Let Us Unite

From Wikisource
Jump to: navigation, search
Let Us Unite
by Ross Winn
Originally appearing in Twentieth Century, January 18, 1894.
"Let Us Unite" was published in Twentieth Century in 1894.

"In union there is strength," and "a house divided against itself must fall." In all countries and at all times there has been room for not more than one great movement at a time. So with us now. If the reformers of this country would achieve success it must be by a united phalanx.

The different movements now seeking social reform are a unit as to the end sought to be realized, and differ only as to the methods. Yet, even upon the question of methods there is no great divergence of opinion. The tendency of all reform ideas is towards the principle of co-operation, and it is no stretch of fact to say that the co-operation movement advocated by the Twentieth Century is the ultimate aim of the various schools, both radical and conservative, whether Socialists, Nationalists, Populists, Anarchists, Communists or what not. All these various parties have as a common ideal some such system as that denominated by the Twentieth Century as the co-operative commonwealth.

But Anarchists insist that all organization for whatever purpose should be voluntary. With the co-operative commonwealth they are in perfect harmony, but they insist that it must be voluntary. The right to ignore the state must be its basis. Upon this point the Anarchists will not yield.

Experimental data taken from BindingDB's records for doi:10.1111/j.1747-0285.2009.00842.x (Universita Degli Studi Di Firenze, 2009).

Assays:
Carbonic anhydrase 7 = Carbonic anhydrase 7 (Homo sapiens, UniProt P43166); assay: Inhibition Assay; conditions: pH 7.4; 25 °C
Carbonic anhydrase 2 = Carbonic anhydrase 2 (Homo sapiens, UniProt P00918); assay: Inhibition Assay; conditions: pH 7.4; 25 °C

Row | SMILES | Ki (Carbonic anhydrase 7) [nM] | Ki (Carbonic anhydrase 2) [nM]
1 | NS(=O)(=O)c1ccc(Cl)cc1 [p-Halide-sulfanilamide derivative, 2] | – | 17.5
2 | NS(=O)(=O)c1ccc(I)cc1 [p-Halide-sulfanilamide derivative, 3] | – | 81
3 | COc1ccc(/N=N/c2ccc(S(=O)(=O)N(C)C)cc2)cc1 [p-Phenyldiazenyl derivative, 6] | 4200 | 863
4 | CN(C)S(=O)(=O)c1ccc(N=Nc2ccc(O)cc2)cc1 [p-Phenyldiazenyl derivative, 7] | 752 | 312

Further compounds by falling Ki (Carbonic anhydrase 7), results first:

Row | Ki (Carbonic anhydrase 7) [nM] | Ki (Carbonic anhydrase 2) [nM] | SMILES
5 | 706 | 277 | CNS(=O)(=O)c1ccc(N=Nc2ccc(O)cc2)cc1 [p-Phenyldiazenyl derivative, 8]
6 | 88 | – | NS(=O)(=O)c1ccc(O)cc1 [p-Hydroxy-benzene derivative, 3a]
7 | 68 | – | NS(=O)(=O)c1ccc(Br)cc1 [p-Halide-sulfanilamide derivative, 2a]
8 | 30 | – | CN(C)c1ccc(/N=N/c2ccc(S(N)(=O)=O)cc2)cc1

Most Socialists are opposed to coercion, and when they openly proclaim their adherence to the principal of voluntary association they will remove the only barrier between them and those who wear the name of Individualists.

Our ideal of the co-operative commonwealth is one free from the blighting effects of authority; one wherein each is a sovereign of his own person, and where the association is that of free individuals. in short, we contend for a co-operative commonwealth organized by mutual consent, and maintained by mutual consent.

We have had coercion enough. For ages man has ruled with sword and bayonet, with bars and chains. For many ages the strong hand of power has crushed the liberties of the people, has soaked the soil with human blood, has cast the sable shadow of oppression over the earth, and now are we not civilized enough to dispense with it forever? What blessings does government confer?

Has it not ever been an engine of oppression in the hands of the few? Is it not in its very nature antagonistic to freedom, and can we expect it to defend that which it destroys? For many centuries government has held sway, and liberty has been driven from among men. Let us give liberty control.

Liberty does not bring confusion, it brings peace. Under the government the nations are armed constantly for war. The state thrives on war and violence. Its chief prop is the sword. It lives only by violence. Take from it the power of its arms and it will die a natural death.

Let us have the co-operative commonwealth. It is sure to come, but let its foundation be individual freedom. Let us say to our fellow citizens: We do not wish to coerce you. We demand freedom to establish our affairs in our way, and accord you that right. Take the hand of restraint from us. Give us our natural right to manage our own affairs, and we will respect your equal rights.

This is what our attitude should be. Leaving names aside, the thing the Socialist wants is all the Anarchist contends for. A union of Socialists can be effected, and the basis is voluntary co-operation.